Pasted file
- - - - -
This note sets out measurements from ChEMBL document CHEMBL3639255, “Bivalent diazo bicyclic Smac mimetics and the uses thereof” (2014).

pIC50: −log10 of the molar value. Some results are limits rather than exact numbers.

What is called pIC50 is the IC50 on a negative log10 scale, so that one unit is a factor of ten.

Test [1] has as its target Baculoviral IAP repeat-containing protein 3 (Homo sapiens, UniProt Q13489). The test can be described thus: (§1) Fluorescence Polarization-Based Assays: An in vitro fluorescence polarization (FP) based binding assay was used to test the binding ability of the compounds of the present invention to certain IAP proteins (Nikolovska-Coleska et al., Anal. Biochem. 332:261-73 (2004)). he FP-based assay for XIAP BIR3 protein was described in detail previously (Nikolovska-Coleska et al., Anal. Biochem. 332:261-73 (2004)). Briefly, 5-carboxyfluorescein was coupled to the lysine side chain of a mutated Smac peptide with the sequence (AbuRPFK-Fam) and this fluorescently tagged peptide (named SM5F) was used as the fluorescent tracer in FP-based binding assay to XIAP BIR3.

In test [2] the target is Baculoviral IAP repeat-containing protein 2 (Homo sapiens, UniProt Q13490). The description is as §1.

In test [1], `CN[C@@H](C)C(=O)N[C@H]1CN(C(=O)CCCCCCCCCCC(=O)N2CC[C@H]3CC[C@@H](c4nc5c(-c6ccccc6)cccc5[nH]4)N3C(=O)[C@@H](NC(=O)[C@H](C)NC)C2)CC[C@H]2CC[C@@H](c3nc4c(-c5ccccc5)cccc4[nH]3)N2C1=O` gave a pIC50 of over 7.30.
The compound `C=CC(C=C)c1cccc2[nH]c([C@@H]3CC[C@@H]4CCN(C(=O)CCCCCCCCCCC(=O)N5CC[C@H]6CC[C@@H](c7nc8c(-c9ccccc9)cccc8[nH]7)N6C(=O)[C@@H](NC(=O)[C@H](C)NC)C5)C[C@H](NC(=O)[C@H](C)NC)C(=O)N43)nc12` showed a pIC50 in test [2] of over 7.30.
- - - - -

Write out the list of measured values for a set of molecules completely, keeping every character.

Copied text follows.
This note sets out measurements from ChEMBL document CHEMBL3639255, “Bivalent diazo bicyclic Smac mimetics and the uses thereof” (2014).

pIC50: −log10 of the molar value. Some results are limits rather than exact numbers.

What is called pIC50 is the IC50 on a negative log10 scale, so that one unit is a factor of ten.

Test [1] has as its target Baculoviral IAP repeat-containing protein 3 (Homo sapiens, UniProt Q13489). The test can be described thus: (§1) Fluorescence Polarization-Based Assays: An in vitro fluorescence polarization (FP) based binding assay was used to test the binding ability of the compounds of the present invention to certain IAP proteins (Nikolovska-Coleska et al., Anal. Biochem. 332:261-73 (2004)). he FP-based assay for XIAP BIR3 protein was described in detail previously (Nikolovska-Coleska et al., Anal. Biochem. 332:261-73 (2004)). Briefly, 5-carboxyfluorescein was coupled to the lysine side chain of a mutated Smac peptide with the sequence (AbuRPFK-Fam) and this fluorescently tagged peptide (named SM5F) was used as the fluorescent tracer in FP-based binding assay to XIAP BIR3.

In test [2] the target is Baculoviral IAP repeat-containing protein 2 (Homo sapiens, UniProt Q13490). The description is as §1.

In test [1], `CN[C@@H](C)C(=O)N[C@H]1CN(C(=O)CCCCCCCCCCC(=O)N2CC[C@H]3CC[C@@H](c4nc5c(-c6ccccc6)cccc5[nH]4)N3C(=O)[C@@H](NC(=O)[C@H](C)NC)C2)CC[C@H]2CC[C@@H](c3nc4c(-c5ccccc5)cccc4[nH]3)N2C1=O` gave a pIC50 of over 7.30.
The compound `C=CC(C=C)c1cccc2[nH]c([C@@H]3CC[C@@H]4CCN(C(=O)CCCCCCCCCCC(=O)N5CC[C@H]6CC[C@@H](c7nc8c(-c9ccccc9)cccc8[nH]7)N6C(=O)[C@@H](NC(=O)[C@H](C)NC)C5)C[C@H](NC(=O)[C@H](C)NC)C(=O)N43)nc12` showed a pIC50 in test [2] of over 7.30.